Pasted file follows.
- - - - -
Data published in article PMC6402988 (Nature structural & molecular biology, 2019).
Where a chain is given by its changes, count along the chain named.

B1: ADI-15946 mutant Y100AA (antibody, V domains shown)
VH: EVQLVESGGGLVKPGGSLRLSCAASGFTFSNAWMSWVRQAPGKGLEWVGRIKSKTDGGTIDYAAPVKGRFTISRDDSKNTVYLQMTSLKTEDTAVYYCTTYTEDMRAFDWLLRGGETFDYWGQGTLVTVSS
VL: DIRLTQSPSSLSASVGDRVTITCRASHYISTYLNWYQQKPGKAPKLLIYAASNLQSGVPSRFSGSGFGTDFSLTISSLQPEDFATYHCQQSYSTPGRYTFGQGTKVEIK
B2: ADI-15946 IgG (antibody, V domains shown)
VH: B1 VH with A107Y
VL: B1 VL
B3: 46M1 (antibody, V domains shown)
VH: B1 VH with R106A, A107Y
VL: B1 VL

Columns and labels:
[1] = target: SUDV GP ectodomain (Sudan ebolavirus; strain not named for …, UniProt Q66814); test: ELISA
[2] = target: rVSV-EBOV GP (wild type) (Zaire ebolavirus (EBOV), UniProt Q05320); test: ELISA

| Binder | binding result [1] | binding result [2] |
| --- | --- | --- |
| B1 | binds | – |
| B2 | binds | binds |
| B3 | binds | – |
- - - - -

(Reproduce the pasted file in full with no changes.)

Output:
Data published in article PMC6402988 (Nature structural & molecular biology, 2019).
Where a chain is given by its changes, count along the chain named.

B1: ADI-15946 mutant Y100AA (antibody, V domains shown)
VH: EVQLVESGGGLVKPGGSLRLSCAASGFTFSNAWMSWVRQAPGKGLEWVGRIKSKTDGGTIDYAAPVKGRFTISRDDSKNTVYLQMTSLKTEDTAVYYCTTYTEDMRAFDWLLRGGETFDYWGQGTLVTVSS
VL: DIRLTQSPSSLSASVGDRVTITCRASHYISTYLNWYQQKPGKAPKLLIYAASNLQSGVPSRFSGSGFGTDFSLTISSLQPEDFATYHCQQSYSTPGRYTFGQGTKVEIK
B2: ADI-15946 IgG (antibody, V domains shown)
VH: B1 VH with A107Y
VL: B1 VL
B3: 46M1 (antibody, V domains shown)
VH: B1 VH with R106A, A107Y
VL: B1 VL

Columns and labels:
[1] = target: SUDV GP ectodomain (Sudan ebolavirus; strain not named for …, UniProt Q66814); test: ELISA
[2] = target: rVSV-EBOV GP (wild type) (Zaire ebolavirus (EBOV), UniProt Q05320); test: ELISA

| Binder | binding result [1] | binding result [2] |
| --- | --- | --- |
| B1 | binds | – |
| B2 | binds | binds |
| B3 | binds | – |